at UCSF

  • Neuroblastoma Maintenance Therapy Trial

    open to eligible people ages 1-30

    Difluoromethylornithine (DFMO) will be used in an open label, single agent, multicenter, study for patients with neuroblastoma in remission. In this study subjects will receive 730 Days of oral difluoromethylornithine (DFMO) at a dose of 750 mg/m2 ± 250 mg/m2 BID (strata 1, 2, 3, and 4) OR 2500 mg/m2 BID (stratum 1B) on each day of study. This study will focus on the use of DFMO in high risk neuroblastoma patients that are in remission as a strategy to prevent recurrence.

    at UCSF

  • Open-Label Study of 18F-mFBG for Imaging Neuroblastoma

    open to all eligible people

    This is a Phase 3 study evaluating the positron-emitting radiopharmaceutical 18F-mFBG as an imaging agent for confirming or excluding the presence of neuroblastoma

    at UCSF

  • Pediatric Precision Laboratory Advanced Neuroblastoma Therapy

    open to eligible people ages up to 22 years

    A prospective open label, multicenter study to evaluate the feasibility and acute toxicity of using molecularly guided therapy in combination with standard therapy followed by a Randomized Controlled Trial of standard immunotherapy with or without DFMO followed by DFMO maintenance for Subjects with Newly Diagnosed High-Risk Neuroblastoma.

    at UCSF

  • Response and Biology-Based Risk Factor-Guided Therapy in Treating Younger Patients With Non-high Risk Neuroblastoma

    open to eligible people ages up to 18 months

    This phase III trial studies how well response and biology-based risk factor-guided therapy works in treating younger patients with non-high risk neuroblastoma. Sometimes a tumor may not need treatment until it progresses. In this case, observation may be sufficient. Measuring biomarkers in tumor cells may help plan when effective treatment is necessary and what the best treatment is. Response and biology-based risk factor-guided therapy may be effective in treating patients with non-high risk neuroblastoma and may help to avoid some of the risks and side effects related to standard treatment.

    at UC Davis UCLA UCSF

  • Samotolisib in Treating Patients With Relapsed or Refractory Advanced Solid Tumors, Non-Hodgkin Lymphoma, or Histiocytic Disorders With TSC or PI3K/MTOR Mutations (A Pediatric MATCH Treatment Trial)

    open to eligible people ages 12 months to 21 years

    This phase II Pediatric MATCH trial studies how well samotolisib works in treating patients with solid tumors, non-Hodgkin lymphoma, or histiocytic disorders with TSC or PI3K/MTOR mutations that have spread to other places in the body (metastatic) and have come back (recurrent) or do not respond to treatment (refractory). Samotolisib may stop the growth of cancer cells by blocking some of the enzymes needed for cell growth.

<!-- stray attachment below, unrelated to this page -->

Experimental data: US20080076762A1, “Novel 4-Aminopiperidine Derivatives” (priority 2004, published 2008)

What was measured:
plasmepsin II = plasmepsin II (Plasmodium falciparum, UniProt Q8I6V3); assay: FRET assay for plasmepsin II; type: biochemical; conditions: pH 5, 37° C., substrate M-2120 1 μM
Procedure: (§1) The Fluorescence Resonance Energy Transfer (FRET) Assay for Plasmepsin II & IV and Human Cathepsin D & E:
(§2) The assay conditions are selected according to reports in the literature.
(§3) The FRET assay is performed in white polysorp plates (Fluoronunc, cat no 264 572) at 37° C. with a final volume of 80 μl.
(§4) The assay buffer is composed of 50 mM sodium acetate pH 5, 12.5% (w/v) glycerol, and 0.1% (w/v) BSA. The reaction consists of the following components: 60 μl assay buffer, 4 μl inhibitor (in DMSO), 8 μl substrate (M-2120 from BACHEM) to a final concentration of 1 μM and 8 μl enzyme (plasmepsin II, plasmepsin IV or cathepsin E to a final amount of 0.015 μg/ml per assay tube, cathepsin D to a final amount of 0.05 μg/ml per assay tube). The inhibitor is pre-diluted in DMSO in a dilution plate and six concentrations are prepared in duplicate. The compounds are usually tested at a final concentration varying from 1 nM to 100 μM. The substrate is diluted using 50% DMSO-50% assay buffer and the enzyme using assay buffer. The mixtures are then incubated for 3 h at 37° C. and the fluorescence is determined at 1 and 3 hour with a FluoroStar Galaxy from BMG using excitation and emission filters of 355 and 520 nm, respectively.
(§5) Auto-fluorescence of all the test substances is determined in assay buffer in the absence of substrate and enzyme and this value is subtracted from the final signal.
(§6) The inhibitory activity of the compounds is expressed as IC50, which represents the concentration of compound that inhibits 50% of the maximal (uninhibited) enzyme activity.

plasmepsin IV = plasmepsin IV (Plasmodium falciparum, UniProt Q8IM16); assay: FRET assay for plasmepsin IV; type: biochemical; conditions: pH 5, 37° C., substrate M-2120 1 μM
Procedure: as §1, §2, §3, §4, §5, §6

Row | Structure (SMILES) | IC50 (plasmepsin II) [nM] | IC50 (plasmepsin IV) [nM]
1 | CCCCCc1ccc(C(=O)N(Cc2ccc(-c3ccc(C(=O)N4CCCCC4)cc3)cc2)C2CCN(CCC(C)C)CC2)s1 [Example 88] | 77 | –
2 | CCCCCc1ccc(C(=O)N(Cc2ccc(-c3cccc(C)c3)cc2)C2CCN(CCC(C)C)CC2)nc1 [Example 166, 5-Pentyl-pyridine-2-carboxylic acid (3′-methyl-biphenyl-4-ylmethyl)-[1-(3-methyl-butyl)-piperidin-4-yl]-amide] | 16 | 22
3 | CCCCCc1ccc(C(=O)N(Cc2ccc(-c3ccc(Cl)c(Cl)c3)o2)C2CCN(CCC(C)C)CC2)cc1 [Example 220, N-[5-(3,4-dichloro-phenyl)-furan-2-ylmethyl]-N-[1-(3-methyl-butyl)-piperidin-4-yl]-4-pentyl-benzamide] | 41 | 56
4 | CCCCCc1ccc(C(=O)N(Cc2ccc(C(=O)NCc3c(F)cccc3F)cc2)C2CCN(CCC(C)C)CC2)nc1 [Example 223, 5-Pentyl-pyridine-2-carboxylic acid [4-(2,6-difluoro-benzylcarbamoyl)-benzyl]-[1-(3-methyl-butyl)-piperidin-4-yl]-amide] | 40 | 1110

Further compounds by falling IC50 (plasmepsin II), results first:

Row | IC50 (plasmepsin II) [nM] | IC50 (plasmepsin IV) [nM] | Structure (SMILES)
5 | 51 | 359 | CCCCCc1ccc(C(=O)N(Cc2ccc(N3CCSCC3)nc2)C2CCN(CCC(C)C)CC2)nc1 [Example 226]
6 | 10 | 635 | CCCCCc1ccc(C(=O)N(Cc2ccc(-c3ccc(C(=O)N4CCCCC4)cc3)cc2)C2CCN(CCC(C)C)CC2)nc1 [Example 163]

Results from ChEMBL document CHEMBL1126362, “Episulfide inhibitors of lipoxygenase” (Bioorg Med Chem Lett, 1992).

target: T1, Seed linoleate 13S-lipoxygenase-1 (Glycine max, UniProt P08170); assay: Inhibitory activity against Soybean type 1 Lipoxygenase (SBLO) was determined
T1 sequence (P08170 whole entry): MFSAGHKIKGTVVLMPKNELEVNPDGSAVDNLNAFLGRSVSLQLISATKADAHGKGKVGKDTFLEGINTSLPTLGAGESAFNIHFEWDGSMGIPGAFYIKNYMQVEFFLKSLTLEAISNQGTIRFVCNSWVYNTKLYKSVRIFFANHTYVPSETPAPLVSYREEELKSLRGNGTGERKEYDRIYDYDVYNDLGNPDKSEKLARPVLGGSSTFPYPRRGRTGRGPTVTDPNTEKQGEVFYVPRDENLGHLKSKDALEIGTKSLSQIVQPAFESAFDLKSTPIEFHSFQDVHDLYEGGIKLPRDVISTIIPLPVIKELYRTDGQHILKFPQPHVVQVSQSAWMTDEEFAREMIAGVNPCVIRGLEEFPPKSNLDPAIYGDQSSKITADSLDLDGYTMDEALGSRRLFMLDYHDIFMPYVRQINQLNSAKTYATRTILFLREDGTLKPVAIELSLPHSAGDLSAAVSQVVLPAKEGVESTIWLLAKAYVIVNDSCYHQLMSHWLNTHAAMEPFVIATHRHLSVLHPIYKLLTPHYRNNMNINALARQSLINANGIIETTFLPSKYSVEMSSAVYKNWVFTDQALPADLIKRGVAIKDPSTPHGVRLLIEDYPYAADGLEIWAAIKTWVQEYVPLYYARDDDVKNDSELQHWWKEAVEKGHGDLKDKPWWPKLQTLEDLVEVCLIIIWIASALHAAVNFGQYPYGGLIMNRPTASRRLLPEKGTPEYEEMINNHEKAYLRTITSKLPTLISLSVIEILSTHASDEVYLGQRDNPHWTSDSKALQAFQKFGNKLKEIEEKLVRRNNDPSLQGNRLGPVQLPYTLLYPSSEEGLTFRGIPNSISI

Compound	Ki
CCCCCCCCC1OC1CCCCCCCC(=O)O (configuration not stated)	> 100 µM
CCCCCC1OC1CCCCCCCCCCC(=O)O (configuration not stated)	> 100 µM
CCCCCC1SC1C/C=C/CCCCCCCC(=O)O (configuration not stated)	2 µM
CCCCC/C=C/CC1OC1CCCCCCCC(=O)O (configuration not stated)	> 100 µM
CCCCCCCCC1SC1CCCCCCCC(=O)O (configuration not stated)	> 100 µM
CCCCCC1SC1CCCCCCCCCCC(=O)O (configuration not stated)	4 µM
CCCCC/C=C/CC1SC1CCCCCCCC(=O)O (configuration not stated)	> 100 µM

at UC Davis UCLA UCSF

  • Selpercatinib for the Treatment of Advanced Solid Tumors, Lymphomas, or Histiocytic Disorders With Activating RET Gene Alterations, a Pediatric MATCH Treatment Trial

    open to eligible people ages 12 months to 21 years

    This phase II pediatric MATCH trial studies how well selpercatinib works in treating patients with solid tumors that have spread to other places in the body (advanced), lymphomas, or histiocytic disorders that have activating RET gene alterations. Selpercatinib may block the growth of cancer cells that have specific genetic changes in an important signaling pathway (called the RET pathway) and may reduce tumor size.

    at UC Davis UCLA UCSF

  • Study Of Palbociclib Combined With Chemotherapy In Pediatric Patients With Recurrent/Refractory Solid Tumors

    open to eligible people ages 2-20

    A study to learn about safety and find out maximum tolerable dose of palbociclib given in combination with chemotherapy (temozolomide with irinotecan or topotecan with cyclophosphamide) in children, adolescents and young adults with recurrent or refractory solid tumors (phase 1). Phase 2 to learn about the efficacy of palbociclib in combination with irinotecan and temozolomide when compared with irinotecan and temozolomide alone in the treatment of children, adolescents, and young adults with recurrent or refractory Ewing sarcoma (EWS).

    at UCSF

  • Targeted Therapy Directed by Genetic Testing in Treating Pediatric Patients With Relapsed or Refractory Advanced Solid Tumors, Non-Hodgkin Lymphomas, or Histiocytic Disorders (The Pediatric MATCH Screening Trial)

    open to eligible people ages 12 months to 21 years

    This Pediatric MATCH screening and multi-sub-study phase II trial studies how well treatment that is directed by genetic testing works in pediatric patients with solid tumors, non-Hodgkin lymphomas, or histiocytic disorders that have progressed following at least one line of standard systemic therapy and/or for which no standard treatment exists that has been shown to prolong survival. Genetic tests look at the unique genetic material (genes) of patients' tumor cells. Patients with genetic changes or abnormalities (mutations) may benefit more from treatment which targets their tumor's particular genetic mutation, and may help doctors plan better treatment for patients with solid tumors or non-Hodgkin lymphomas.

    at UC Davis UCLA UCSF

  • Tegavivint for the Treatment of Recurrent or Refractory Solid Tumors, Including Lymphomas and Desmoid Tumors

    open to eligible people ages 12 months to 30 years

    This phase I/II trial evaluates the highest safe dose, side effects, and possible benefits of tegavivint in treating patients with solid tumors that has come back (recurrent) or does not respond to treatment (refractory). Tegavivint interferes with the binding of beta-catenin to TBL1, which may help stop the growth of tumor cells by blocking the signals passed from one molecule to another inside a cell that tell a cell to grow.